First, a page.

Plasmocitoma extramedular em bulbo peniano de cão: relato de caso

Extramedullary plasmacytoma in the penile bulb of a dog: case report

T.G. Gorenstein P.C. Jark M.A.R. Feliciano F.A.R. Sueiro L.A. Anai M. Fenerich I.L.S. Senhorello B.C. Rodrigues M. Tinucci-Costa Sobre os autores

Resumos

O objetivo deste relato de caso é descrever a ocorrência de plasmocitoma em bulbo peniano de um cão, classificado como uma doença extramedular não cutânea de localização rara e casuística inédita. Um cão, sem raça definida, com sete anos de idade e pesando 15kg, não castrado, apresentou histórico clínico de anorexia, vômitos, anúria e constipação. Ao exame específico da genitália externa, foi encontrada uma massa em bulbo peniano durante a inspeção do prepúcio, aderida à pele e encapsulada, extremamente firme e arredondada, medindo cerca de 6cm de diâmetro. Por meio da ultrassonografia dessa estrutura, foi observado aumento do volume regional com ecotextura heterogênea e ecogenicidade mista, além de neovascularização tecidual ao Doppler colorido. Foi realizada biópsia da massa, sendo verificada a presença de neoplasia de células redondas. A caracterização do tumor foi realizada pela imuno-histoquímica, e as células neoplásicas foram imunoexpressas para CD79a e MUM1, indicando o diagnóstico de plasmocitoma extramedular. Embora os tumores penianos em cães sejam os predominantemente venéreos transmissíveis (TVT), e os plasmocitomas sejam neoplasias raras nessa localização, este relato de caso fornece com ineditismo a ocorrência de plasmocitoma extramedular em bulbo peniano de cão, condição ainda não descrita em veterinária.

canino; plasmocitoma; sistema reprodutivo


Non-cutaneous extramedullary plasmacytomas are relatively rare in dogs, affecting mainly the oral cavity and bowel loops. The involvement of the penile bulb has not been described, a fact of great importance for obstetric and veterinary oncology. The aim of this case report is to describe the occurrence of plasmacytoma in a dog's penile bulb, classified as a non-cutaneous extramedullary disease of rare location and unpublished casuistry. A non castrated dog of undefined breed, with seven years of age and weighing 15kg, presented clinical history of anorexia, vomiting, anuria and constipation. By specific examination of the external genitalia, a penile bulb mass was found in the preputial inspection, which was adhered to the encapsulated skin, extremely firm and rounded, measuring approximately 6 cm in diameter. By ultrasound evaluation of the structure in the penile bulb an increase of regional volume with heterogeneous echotexture and mixed echogenicity and tissue neovascularization upon color Doppler was observed. Incisional biopsy of the mass was performed and showed the presence of neoplasia of round cells. The characterization of the tumor was performed by immunohistochemistry and the neoplastic immuno cells were expressed CD79a and MUM1, indicating the diagnosis of extramedullary plasmacytoma. Although the penile tumors in dogs are predominantly transmissible venereal tumors (TVT) and plasmocytomas are rare neoplasms in this location, this case report provides a novel occurrence of extramedullary plasmacytoma in the penile bulb of a dog, a condition not yet described in veterinary.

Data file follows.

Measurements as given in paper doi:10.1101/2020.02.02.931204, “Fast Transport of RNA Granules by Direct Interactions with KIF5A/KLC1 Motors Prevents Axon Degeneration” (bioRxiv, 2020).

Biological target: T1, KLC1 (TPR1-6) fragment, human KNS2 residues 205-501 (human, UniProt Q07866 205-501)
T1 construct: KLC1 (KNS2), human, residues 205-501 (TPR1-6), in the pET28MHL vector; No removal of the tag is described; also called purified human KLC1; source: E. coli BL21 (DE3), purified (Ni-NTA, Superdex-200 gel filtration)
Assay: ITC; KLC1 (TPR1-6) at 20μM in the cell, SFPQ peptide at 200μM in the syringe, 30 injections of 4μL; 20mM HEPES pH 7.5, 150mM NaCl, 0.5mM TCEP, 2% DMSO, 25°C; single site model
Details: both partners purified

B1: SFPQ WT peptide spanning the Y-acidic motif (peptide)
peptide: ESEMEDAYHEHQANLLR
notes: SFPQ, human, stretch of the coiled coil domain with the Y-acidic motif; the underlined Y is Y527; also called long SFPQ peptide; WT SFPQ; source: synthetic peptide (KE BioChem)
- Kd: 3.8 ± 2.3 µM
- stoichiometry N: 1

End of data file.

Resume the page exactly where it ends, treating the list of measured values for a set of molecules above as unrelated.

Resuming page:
canine; plasmacytoma; reproductive system


INTRODUCTION

Neoplastic disorders related to plasma cells, described in veterinary, comprise a group of affections with highly variable clinical behavior among which are: multiple myeloma, solitary bone plasmacytoma, extramedullary plasmacytomas (subdivided in cutaneous and non-cutaneous) and, less commonly, leukemia of plasma cells and Waldenstrom's macroglobulinemiade (Jacobs et al. 2002JACOBS, R.M.; MESSICK, J.B.; VALLI, V.E. Tumors of the hemolymphatic system. In: MEUTEN, D.J. (Ed). Tumors in domestic animals. Ames: Iowa State Press, 2002. p.161-164.; Hayes et al. 2007HAYES, A.M.; GREGORY, S.P.; MURPHY, S. et al. Solitary extramedullary plasmacytoma of the canine larynx. J. Small Anim. Pract., v.48, p.288-291, 2007.).

Non-cutaneous extramedullary plasmacytomas are relatively rare in dogs, affecting mainly the oral cavity and bowel loops (Wrigth et al. 2008). Though there is a report described in the literature regarding the occurrence of an extramedullary plasmacytoma in penile glans in dog (Kim et al. 2010KIM, M.S.; KIM, D.H.; CHOI, U.S. Penile extramedullary plasmacytoma in a dog. Reprod Domest Anim, v.45, p.e454-e457, 2010.), the involvement of the penile bulb has not been described, a fact of great importance for obstetric and veterinary oncology.

Considering that the description of plasmacytoma in a dog's penile bulb described in this report may be classified as a non-cutaneous extramedullary disease of rare location, the aim of this case report is to describe the occurrence of neoplastic condition, concerning the main clinical features observed in this unpublished casuistry.

CASUISTRY

A non castrated dog of undefined breed, with seven years of age and weighing 15kg, was attended in Veterinary Hospital Governador Laudo Natel - Unesp Jaboticabal with a clinical history of anorexia, vomiting, anuria (for one day) and constipation (for three days). According to the owner, the animal had been diagnosed seven months previously with chronic kidney disease (stage 2) and reported not having started any type of therapy.